Relative Moralism
March 11, 2012

Via Lee McCracken, here’s a particularly pungent example of how right-wing moralists like to abuse the term “moral relativism.” Our author, Gene Callahan, thinks that this is an example of the moral relativist position:

The Rush Limbaughs of the world don’t get to define the boundaries of appropriate sexual or moral behavior. But something is happening: Women are defining those boundaries for themselves, with many men alongside them, and they’re being reminded that there’s a concerted movement to take that right of self-definition away. And we’re mad.

That’s Irin Carmon, writing in Salon, and making the perfectly reasonable point that women have better knowledge of their own sexual behavior than Rush Limbaugh, and are entitled to regulate their own behavior without having to conform it to Limbaugh’s mouth-breathy demands. Callahan seems to think this is roughly analogous to arguing that serial killers are entitled to regulate their own behavior without having to conform to the demands of God, society, or the criminal justice system. In other words, he reads Irin’s position as being, “Moral truth is whatever I, personally, want it to be.”

Evidently, Callahan only read the very last paragraph of Irin’s column, and, lacking any real context, filled in the gaps with the stupidest and least charitable reading of her position that he could concoct. In fact, I don’t know how anyone who read the rest of the column could characterize Irin’s position as anything but a moral realist position: women have a right to autonomy and sovereignty over their own bodies, because they are full and equal persons to men in every respect. I suspect Callahan is doing all of this hand-waving about moral relativism either because he doesn’t have a counter-argument, or knows that the counter-argument is too ugly to say out loud.

Look, Ross Douthat and James Poulos have already tried similar stunts with at least a little more adroitness. It would be getting tiresome now, if it hadn’t always been tiresome. The popular moral stance among social liberals on this issue is a moral realist one; if you think that position is wrong, then state your case. But hiding behind cries of “moral relativism” and denying the moral urgency of your opponent’s argument is just another way of saying that you endorse existing hierarchies and inequalities for familiarity’s sake.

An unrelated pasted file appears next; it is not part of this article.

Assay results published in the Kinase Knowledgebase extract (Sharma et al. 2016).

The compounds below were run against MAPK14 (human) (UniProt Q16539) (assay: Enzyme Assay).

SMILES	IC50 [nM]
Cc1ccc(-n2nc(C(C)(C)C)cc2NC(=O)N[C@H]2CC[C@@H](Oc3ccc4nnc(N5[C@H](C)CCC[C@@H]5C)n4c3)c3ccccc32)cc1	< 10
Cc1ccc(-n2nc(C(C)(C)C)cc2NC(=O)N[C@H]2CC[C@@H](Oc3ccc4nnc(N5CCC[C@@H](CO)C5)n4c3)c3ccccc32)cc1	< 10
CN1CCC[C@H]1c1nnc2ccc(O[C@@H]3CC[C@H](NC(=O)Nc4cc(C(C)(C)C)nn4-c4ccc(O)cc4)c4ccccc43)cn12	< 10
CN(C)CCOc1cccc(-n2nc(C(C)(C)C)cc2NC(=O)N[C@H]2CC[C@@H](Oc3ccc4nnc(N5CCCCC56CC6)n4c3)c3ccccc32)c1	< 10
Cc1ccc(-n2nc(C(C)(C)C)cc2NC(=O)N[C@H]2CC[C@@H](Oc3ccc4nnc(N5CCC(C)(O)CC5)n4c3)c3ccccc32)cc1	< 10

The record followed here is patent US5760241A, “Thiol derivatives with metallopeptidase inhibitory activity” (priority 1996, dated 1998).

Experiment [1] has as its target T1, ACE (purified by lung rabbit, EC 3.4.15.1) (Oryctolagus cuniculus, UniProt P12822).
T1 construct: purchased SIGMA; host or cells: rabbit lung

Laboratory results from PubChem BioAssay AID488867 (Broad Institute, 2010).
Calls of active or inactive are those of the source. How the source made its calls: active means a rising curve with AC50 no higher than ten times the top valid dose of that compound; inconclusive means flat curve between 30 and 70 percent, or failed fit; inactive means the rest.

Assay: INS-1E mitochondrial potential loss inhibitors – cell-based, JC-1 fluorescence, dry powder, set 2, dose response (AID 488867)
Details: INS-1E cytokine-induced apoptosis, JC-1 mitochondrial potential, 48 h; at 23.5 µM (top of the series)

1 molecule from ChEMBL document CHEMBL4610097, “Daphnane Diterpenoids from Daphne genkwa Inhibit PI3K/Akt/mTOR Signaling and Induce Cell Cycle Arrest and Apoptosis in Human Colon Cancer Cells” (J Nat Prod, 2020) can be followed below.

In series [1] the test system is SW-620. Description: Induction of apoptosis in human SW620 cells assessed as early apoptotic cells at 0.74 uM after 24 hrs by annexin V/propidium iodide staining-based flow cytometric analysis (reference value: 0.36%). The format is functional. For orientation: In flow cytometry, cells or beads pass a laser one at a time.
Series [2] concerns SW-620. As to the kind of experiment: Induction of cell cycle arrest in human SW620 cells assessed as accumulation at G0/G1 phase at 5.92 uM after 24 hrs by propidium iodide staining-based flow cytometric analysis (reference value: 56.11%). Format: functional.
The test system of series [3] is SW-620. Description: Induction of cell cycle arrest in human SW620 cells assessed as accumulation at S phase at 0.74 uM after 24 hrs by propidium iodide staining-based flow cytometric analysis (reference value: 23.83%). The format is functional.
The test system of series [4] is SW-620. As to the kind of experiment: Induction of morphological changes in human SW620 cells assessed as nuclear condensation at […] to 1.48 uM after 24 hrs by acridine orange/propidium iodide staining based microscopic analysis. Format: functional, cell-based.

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Why Sam Harris’ Ethical Empiricism Is Wrong
January 12, 2011

Sam Harris
Image via Wikipedia

I an earlier post about the holes in empirical atheism, I briefly mentioned Sam Harris’ argument that science can answer moral questions. Since the post was already running sort of long, I dismissed Harris (pictured) rather quickly by linking to what I thought was a good takedown by philosophy professor Massimo Pigliucci. Commenter Josef Johann replied:

Dissenter warning!

Harris only commits a category error if you think there is a divide between what science is about and what morality is about in the first place. Claiming there is a category error is just a repackaging of one’s first-order disagreement with Harris. It doesn’t contain the why.

Yes, you did link to Massimo at the end, and that would be fine if the issue weren’t contentious, but being that it is contentious I think that’s a rather weak way of backing up your post’s fundamental premise.

I’m not trying to be uncivil but I’m flabbergasted by this type of assertion-by-fiat argument, as if dogmatic repetition of the very position Harris is arguing against is sufficient to rebut him. It isn’t. The trick is to reply to Harris in a way that isn’tquestion begging.

Resorting to empiricism to resolve questions may appear to you to be “cheap and intellectually lazy.” But someone from my side could just as well say that this viewpoint reflects a lack of imagination with respect to the explanatory scope of empiricism. And it surely wouldn’t be the first time- history is replete with confident declarations that X is outside the scope of science (e.g. Newton’s claim that there may from time to time be divine intervention to stabilize the orbit of the planets, the belief the human brain couldn’t be produced by natural selection or any other evolutionary mechanism, a belief that was argued for in respected circles in the 20th century).

So we return to the question of whether Harris’ definition, or any other, captures all the different ways we use the word morality. If it can’t even be done inprinciple, well, that requires argument just like everything else. I argue in the affirmative, you argue in the negative, and we explain why. Maybe I’m not looking hard enough, but at least in the context of rebuttals to Sam Harris, all I see are assertions-by-fiat masquerading as arguments.

Also, a recent PhilPapers Poll shows most analytic philosophers are moral realists. It can mean many different things, but one of its meanings is that moral issues can be decided by factual matters, which the Cornell Realists certain seem to have thought. So Harris’ view isn’t as completely out of the mainstream as is, I think, commonly believed.

Maybe my dismissal was overly glib, but I don’t think I was arguing by “dogmatic fiat” or “assertion-by-fiat.” I was letting Professor Pigliucci do the arguing for me. But in the interest of trying to put Harris’ deeply flawed argument behind us once and for all, I’m happy to expand on why on the professor’s argument a bit.

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